Expert: Jon Lewis, editor of Cinema Journal and professor of English at Oregon State University:

  • Predicted winner: "I think Babel will win -- it's the sort of politically conscious (but not offensive) film that often seems to win. The notion that we're all part of the global village is no doubt appealing to liberal-minded Academy types."
  • Preferred winner: "Probably The Departed. It's not Scorsese's best film -- Mean Streets is. But it's a terrific crime film. The Queen is just OK -- like a very good BBC miniseries. Little Miss Sunshine is funny but unambitious -- a good little film. Letters from Iwo Jima is admirable if not all that much fun to sit though (and Ken Watanabe is just great in the lead role). Babel will probably win and that won't be such a bad thing -- I like Inarritu's use of parallel narratives (also in 21 Grams and Amores Perros) and the performances in the film (especially Rinko Kikuchi and Adriana Barraza) are just great. I thought the three best films of 2006 were Pan's Labyrinth, Volver and Children of Men, probably in that order. Pan's Labyrinth has a decent chance of winning best foreign language film. I guess if I had to chose a film in English, it would be Children of Men."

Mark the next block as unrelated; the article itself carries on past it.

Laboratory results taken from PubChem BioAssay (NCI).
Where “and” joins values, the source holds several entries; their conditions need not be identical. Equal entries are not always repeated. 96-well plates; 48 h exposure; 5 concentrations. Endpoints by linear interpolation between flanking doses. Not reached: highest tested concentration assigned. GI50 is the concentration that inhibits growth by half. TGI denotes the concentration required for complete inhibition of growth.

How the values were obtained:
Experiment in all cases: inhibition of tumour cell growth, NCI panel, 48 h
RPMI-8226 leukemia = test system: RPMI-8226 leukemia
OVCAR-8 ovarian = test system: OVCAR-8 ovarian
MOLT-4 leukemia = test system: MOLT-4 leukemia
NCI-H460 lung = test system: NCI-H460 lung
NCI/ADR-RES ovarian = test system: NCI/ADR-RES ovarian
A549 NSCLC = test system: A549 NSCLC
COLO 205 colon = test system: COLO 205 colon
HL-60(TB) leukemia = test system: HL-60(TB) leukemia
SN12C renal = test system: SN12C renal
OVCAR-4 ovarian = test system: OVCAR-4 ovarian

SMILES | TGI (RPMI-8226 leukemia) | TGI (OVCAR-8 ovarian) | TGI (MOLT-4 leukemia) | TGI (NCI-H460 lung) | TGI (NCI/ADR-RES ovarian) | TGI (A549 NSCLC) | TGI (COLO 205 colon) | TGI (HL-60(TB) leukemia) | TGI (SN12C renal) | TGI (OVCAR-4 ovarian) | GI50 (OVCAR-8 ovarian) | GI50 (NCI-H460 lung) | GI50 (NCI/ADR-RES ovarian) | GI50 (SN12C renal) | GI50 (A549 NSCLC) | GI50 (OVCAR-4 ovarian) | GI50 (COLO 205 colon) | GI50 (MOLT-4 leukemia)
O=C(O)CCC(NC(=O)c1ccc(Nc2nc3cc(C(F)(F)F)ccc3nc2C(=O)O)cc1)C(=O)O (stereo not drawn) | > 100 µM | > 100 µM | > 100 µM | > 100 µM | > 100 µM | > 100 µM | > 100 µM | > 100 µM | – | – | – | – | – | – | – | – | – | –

• Lesson for students: "Inarritu's a very cinematic filmmaker and the script for Babel (nominated as well) is perfect for him. It's not literary (there's no "voice"). The parallel narratives make the film move quickly and give the editing scheme a key role in telling the whole story. Student filmmakers and screenwriters would do well to look closely at the structure of the film."